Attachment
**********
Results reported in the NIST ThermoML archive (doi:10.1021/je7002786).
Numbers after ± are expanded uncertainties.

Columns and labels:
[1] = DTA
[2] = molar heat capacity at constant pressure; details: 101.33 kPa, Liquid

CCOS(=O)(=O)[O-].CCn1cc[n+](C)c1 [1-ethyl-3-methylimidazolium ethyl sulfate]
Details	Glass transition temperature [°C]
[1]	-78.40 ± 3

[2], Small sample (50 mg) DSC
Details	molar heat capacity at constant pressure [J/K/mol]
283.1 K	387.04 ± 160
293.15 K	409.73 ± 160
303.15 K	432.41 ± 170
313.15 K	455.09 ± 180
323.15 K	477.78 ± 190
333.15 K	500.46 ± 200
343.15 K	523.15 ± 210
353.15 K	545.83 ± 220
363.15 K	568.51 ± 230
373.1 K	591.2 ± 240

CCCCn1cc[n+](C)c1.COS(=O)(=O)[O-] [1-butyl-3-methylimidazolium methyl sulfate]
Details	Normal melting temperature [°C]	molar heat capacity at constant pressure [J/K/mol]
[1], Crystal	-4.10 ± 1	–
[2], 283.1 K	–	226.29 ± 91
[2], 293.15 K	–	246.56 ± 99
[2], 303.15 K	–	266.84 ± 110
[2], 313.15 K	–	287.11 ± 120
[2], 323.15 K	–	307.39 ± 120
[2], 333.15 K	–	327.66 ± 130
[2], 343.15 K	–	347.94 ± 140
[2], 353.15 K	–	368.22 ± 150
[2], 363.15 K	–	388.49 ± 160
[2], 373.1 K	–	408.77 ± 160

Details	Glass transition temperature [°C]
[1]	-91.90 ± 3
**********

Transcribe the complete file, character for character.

Results reported in the NIST ThermoML archive (doi:10.1021/je7002786).
Numbers after ± are expanded uncertainties.

Columns and labels:
[1] = DTA
[2] = molar heat capacity at constant pressure; details: 101.33 kPa, Liquid

CCOS(=O)(=O)[O-].CCn1cc[n+](C)c1 [1-ethyl-3-methylimidazolium ethyl sulfate]
Details	Glass transition temperature [°C]
[1]	-78.40 ± 3

[2], Small sample (50 mg) DSC
Details	molar heat capacity at constant pressure [J/K/mol]
283.1 K	387.04 ± 160
293.15 K	409.73 ± 160
303.15 K	432.41 ± 170
313.15 K	455.09 ± 180
323.15 K	477.78 ± 190
333.15 K	500.46 ± 200
343.15 K	523.15 ± 210
353.15 K	545.83 ± 220
363.15 K	568.51 ± 230
373.1 K	591.2 ± 240

CCCCn1cc[n+](C)c1.COS(=O)(=O)[O-] [1-butyl-3-methylimidazolium methyl sulfate]
Details	Normal melting temperature [°C]	molar heat capacity at constant pressure [J/K/mol]
[1], Crystal	-4.10 ± 1	–
[2], 283.1 K	–	226.29 ± 91
[2], 293.15 K	–	246.56 ± 99
[2], 303.15 K	–	266.84 ± 110
[2], 313.15 K	–	287.11 ± 120
[2], 323.15 K	–	307.39 ± 120
[2], 333.15 K	–	327.66 ± 130
[2], 343.15 K	–	347.94 ± 140
[2], 353.15 K	–	368.22 ± 150
[2], 363.15 K	–	388.49 ± 160
[2], 373.1 K	–	408.77 ± 160

Details	Glass transition temperature [°C]
[1]	-91.90 ± 3